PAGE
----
These basic assumptions about limitless growth and dominating nature translate into the structural settings for business that allow companies to treat nature as an externality. The lack of moral constraints in extracting from nature is central to how our laws and regulations are shaped.
Our private property rights include an implicit right to destroy, including private property rights over nature. Species designated as ‘pests’ can be killed, often without any form of permits. Land can be ‘cleared’, trees can be cut down, pesticides and herbicides that wipe out insect and bird populations can be sprayed with few regulations. Water access rights and restrictions tend to be based on agricultural ‘needs’ (irrespective of the suitability of crops and irrigation practices for the climate), not on the health of rivers and aquifers.
Destructive consumption is baked into our ideology about progress. That’s why planned obsolescence or fast fashion are not a problem to the majority. Ever-increasing consumption means ever-increasing growth and progress. This is the belief system we hold, and our politicians, media and business leaders parrot it back to us constantly. Desire, greed and amassing possessions are all part of the ‘divine’ project of making humans more like gods.
It should be noteworthy at this point to highlight that none of the categories of political discourse that supposedly shape the big questions of our time such as capitalism vs. socialism, democracy vs. autocracy or progressive vs. conservative were mentioned in this discourse. That is because the guiding ideology that is shaping our identity as humans and our human societies both predates and underpins all of those categories. 19th, 20th and 21st century incarnations of socialism equally believe in progress through economic growth and equally contain no moral objections to unlimited extraction from nature.
Arguments between capitalists and socialists are about the distribution of the spoils, not about the morality of doing the spoiling. Progressives and conservatives may argue over greater equality or moral values embedded in culture, but they don’t argue over the question of our power over nature. Both progressives and conservatives believe that our ecological problems will be solved by technology, not by fundamentally changing our relationship to nature. Autocracies pursue the same economic growth paradigm as democracies, just with a bit more state control. Both keep investing in fossil fuels and the ongoing destruction of nature.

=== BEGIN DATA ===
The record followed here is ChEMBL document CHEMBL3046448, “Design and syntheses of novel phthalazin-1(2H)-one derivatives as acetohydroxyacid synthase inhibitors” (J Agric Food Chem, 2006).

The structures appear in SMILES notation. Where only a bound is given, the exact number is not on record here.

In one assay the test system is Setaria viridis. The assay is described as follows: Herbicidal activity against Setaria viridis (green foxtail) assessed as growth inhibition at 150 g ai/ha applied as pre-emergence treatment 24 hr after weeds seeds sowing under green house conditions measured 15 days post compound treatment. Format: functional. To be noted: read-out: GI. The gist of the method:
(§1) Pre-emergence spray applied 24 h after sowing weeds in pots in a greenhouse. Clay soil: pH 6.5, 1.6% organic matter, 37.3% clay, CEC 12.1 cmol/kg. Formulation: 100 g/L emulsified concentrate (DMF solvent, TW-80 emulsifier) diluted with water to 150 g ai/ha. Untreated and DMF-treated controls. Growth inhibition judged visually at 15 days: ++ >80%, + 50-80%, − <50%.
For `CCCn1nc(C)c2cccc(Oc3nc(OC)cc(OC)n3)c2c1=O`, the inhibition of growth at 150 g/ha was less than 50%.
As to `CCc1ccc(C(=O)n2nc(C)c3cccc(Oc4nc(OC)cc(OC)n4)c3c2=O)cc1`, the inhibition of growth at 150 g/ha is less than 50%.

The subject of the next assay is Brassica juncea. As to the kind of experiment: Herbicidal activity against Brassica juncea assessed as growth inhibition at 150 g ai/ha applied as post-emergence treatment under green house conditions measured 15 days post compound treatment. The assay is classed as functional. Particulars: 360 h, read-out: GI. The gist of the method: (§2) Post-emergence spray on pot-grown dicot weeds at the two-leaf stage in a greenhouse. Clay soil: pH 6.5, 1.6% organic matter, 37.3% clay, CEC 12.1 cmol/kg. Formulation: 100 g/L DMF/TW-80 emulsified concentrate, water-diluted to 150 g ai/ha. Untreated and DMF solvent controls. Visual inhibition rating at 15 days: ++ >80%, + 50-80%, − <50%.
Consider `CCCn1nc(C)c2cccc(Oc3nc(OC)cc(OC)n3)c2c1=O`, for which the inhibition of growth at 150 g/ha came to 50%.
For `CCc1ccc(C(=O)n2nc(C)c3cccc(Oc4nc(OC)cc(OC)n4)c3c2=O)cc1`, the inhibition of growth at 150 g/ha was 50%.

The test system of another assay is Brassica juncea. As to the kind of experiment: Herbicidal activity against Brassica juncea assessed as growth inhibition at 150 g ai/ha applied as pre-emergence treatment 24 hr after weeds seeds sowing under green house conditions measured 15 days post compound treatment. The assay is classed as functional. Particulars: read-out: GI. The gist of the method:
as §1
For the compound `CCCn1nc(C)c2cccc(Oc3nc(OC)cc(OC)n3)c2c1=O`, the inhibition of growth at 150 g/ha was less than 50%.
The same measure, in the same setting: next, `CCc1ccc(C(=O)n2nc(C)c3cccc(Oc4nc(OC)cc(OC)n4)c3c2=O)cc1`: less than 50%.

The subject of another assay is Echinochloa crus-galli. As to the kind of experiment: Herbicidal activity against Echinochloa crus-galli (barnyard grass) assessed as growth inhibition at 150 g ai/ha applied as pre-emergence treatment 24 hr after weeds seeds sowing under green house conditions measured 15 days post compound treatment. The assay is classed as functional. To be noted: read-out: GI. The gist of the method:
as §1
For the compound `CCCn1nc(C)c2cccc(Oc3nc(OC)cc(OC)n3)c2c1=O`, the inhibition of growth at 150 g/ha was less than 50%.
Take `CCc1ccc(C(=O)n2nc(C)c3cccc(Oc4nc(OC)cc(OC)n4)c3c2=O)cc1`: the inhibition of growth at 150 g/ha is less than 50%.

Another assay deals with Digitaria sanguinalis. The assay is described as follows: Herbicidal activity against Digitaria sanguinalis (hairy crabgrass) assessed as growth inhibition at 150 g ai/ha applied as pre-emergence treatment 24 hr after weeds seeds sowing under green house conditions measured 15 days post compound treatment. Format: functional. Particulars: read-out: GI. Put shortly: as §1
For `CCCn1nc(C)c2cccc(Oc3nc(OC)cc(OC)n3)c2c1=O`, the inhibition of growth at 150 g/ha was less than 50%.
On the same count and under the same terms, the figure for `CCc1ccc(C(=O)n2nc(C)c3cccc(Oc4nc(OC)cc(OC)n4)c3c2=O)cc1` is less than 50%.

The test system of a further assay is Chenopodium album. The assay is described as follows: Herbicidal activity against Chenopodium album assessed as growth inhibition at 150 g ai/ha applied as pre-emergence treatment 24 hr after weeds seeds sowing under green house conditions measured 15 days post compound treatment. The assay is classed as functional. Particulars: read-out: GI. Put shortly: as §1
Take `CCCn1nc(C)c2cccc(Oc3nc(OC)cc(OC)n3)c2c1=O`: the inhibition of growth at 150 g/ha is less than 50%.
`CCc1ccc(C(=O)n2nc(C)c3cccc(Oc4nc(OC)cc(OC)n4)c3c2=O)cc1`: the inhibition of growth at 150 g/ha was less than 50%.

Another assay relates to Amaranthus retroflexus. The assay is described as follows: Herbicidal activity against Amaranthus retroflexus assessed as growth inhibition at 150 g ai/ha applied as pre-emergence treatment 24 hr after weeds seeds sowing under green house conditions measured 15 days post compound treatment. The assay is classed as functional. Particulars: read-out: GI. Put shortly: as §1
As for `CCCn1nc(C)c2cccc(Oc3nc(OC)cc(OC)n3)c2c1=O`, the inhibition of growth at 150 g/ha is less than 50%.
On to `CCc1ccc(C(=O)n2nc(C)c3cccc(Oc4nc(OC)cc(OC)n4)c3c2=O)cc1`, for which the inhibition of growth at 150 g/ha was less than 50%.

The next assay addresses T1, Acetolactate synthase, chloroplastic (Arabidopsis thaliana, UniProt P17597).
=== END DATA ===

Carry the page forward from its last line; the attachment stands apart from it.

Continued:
We should also mention here that the latest trend in conservation of “pricing ecosystem services” is equally an expression of this underlying theology. If nature has no inherent value that makes it worth protecting, then the only way we can think of making it valuable is by putting a price on it. This shows a dearth of imagination that we ought to feel ashamed of.
Given this deeply held belief system and the shared aspiration to become god-like, there is little chance of a course correction before the global situation gets truly dire. At a high-level, we can predict what this trajectory will look like, but not what the endpoint will be.
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Peter Lanius is a physicist by training who has worked in IT, Telecoms and as an executive coach across many industries. He believes in collapsing early to avoid the rush and lives on a 20acre property in regional Australia.